The uncertainty associated with many observed and modeled quantities of interest in Earth system prediction can be represented by mixed probability distributions that are neither discrete nor continuous. For instance, a forecast probability of precipitation can have a finite probability of zero precipitation, consistent with a discrete distribution. However, nonzero values are not discrete and are represented by a continuous distribution; the same is true for rainfall rate. Other examples include snow depth, sea ice concentration, amount of a tracer or the source rate of a tracer. Some Earth system model parameters may also have discrete or mixed distributions. Most ensemble data assimilation methods do not explicitly consider the possibility of mixed distributions. The Quantile Conserving Ensemble Filtering Framework (Anderson 2022, 2023) is extended to explicitly deal with discrete or mixed distributions. An example is given using bounded normal rank histogram probability distributions applied to observing system simulation experiments in a low-order tracer advection model. Analyses of tracer concentration and tracer source are shown to be improved when using the extended methods. A key feature of the resulting ensembles is that there can be ensemble members with duplicate values. An extension of the rank histogram diagnostic method to deal with potential duplicates shows that the ensemble distributions from the extended assimilation methods are more consistent with the truth.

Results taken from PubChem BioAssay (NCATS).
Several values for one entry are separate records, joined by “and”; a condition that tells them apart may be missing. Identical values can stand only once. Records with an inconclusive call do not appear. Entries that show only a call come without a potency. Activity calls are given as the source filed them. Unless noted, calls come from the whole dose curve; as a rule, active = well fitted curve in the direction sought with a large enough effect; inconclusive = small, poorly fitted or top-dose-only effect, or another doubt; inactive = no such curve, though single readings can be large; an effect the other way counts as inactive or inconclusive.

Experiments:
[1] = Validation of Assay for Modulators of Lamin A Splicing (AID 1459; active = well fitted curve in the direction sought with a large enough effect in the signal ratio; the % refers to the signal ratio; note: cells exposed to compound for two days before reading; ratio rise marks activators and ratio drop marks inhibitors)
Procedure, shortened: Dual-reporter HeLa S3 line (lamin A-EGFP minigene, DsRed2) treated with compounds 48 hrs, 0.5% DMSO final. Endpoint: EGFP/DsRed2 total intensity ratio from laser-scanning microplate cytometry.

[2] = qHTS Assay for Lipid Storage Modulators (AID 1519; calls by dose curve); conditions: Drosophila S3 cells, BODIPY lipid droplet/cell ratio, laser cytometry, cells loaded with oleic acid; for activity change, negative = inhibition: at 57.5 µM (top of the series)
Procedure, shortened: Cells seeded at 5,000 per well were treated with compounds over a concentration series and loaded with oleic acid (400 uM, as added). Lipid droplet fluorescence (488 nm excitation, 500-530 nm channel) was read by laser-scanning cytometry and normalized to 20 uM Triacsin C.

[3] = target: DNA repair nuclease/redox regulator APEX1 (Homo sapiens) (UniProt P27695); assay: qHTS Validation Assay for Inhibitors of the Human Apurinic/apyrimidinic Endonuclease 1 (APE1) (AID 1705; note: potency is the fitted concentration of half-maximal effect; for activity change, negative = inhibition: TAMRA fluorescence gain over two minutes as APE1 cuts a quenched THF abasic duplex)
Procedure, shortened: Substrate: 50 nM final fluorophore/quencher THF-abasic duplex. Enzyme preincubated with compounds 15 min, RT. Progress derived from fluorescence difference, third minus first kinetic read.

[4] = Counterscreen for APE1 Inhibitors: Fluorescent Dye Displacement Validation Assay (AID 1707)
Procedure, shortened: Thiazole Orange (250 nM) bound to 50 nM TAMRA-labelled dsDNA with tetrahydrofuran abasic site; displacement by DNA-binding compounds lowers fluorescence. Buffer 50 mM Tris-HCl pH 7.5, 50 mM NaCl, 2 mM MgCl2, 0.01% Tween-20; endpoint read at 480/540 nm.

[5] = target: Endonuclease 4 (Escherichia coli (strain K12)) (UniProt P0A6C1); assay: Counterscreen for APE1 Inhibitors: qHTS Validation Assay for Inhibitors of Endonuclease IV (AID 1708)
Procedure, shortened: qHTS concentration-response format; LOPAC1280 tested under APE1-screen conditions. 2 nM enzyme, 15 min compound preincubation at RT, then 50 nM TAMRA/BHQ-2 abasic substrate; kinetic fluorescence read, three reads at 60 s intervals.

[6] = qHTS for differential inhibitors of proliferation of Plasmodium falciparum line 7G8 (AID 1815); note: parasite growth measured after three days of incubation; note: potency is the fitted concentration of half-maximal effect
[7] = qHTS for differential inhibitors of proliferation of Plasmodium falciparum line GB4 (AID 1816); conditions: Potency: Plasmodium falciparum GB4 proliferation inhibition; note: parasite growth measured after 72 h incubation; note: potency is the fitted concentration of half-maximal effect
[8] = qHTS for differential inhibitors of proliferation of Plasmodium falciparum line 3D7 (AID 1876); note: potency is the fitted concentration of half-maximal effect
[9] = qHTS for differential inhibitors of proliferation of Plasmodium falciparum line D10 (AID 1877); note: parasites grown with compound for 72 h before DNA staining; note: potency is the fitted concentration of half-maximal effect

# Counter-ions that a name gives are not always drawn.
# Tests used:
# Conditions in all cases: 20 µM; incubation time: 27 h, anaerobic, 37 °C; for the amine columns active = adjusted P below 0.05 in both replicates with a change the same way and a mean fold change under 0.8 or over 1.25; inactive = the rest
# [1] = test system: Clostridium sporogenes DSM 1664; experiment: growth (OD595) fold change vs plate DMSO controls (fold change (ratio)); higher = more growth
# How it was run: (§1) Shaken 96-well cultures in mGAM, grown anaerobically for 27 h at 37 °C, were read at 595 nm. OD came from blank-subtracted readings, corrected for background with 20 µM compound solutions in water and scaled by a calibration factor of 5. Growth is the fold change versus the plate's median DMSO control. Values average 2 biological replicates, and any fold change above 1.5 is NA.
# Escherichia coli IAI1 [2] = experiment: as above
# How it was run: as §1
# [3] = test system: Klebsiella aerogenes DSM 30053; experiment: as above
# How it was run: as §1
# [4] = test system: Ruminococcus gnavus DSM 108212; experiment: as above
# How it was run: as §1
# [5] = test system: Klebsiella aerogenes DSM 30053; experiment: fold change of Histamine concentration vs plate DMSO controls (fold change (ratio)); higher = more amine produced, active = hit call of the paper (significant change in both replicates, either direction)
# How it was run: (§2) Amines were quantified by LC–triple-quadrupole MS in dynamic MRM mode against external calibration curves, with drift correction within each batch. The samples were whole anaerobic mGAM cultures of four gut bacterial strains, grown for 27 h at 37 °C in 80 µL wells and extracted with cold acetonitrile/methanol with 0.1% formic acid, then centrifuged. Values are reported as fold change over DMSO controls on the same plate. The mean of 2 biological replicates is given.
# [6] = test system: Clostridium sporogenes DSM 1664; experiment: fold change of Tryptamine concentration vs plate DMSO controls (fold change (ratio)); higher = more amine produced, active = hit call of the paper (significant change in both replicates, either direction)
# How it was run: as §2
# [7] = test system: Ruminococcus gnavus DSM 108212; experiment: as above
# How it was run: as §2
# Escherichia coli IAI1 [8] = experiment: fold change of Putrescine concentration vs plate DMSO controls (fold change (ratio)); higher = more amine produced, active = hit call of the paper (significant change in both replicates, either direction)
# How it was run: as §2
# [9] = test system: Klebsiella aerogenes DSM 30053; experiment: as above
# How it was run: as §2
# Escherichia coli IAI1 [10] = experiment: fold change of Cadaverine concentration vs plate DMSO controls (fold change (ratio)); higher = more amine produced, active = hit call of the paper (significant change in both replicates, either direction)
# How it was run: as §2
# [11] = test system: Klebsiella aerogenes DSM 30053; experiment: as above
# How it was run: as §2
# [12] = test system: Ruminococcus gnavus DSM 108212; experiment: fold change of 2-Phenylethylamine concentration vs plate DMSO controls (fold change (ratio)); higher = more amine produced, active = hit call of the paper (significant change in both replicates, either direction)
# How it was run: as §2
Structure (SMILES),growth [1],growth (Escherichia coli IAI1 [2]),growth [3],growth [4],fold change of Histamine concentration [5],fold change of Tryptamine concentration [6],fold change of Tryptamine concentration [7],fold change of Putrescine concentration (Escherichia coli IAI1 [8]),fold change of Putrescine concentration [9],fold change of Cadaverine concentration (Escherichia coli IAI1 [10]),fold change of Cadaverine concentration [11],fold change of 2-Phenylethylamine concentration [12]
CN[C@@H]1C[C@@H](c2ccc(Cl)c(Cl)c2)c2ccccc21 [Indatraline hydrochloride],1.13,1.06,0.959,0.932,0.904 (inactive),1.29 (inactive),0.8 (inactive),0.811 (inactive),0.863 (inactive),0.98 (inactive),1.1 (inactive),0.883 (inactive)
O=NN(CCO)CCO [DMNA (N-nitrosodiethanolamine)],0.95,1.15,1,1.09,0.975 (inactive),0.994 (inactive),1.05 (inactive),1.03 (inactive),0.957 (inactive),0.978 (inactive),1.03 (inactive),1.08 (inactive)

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Jakob Boventer
,
Matteo Bramati
,
Vasileios Savvakis
,
Frank Beyrich
,
Markus Kayser
,
Andreas Platis
, and
Jens Bange

Abstract

One of the most widely used systems for wind speed and direction observations at meteorological sites is based on Doppler Wind LiDAR (DWL) technology. The wind vector derivation strategies of these instruments rely on the assumption of stationary and homogeneous horizontal wind, which is often not the case over heterogeneous terrain. This study focuses on the validation of two DWL systems, operated by the German Weather Service (DWD) and installed at the boundary layer field site Falkenberg (Lindenberg, Germany), with respect to measurements from a small, fixed-wing uncrewed aircraft system (UAS) of type MASC-3. A wind vector intercomparison at an altitude range from 100 to 500 m between DWL and UAS was performed, after a quality control of the aircraft’s data accuracy against a cup anemometer and wind vane mounted on a meteorological mast also operating at the location. Both DWL systems exhibit an overall root mean square difference in wind vector retrieval of less than 22% for wind speed and lower than 18° for wind direction. The enhancement or deterioration of these statistics is analyzed with respect to scanning height and atmospheric stability. The limitations of this type of validation approach are highlighted and accounted for in the analysis.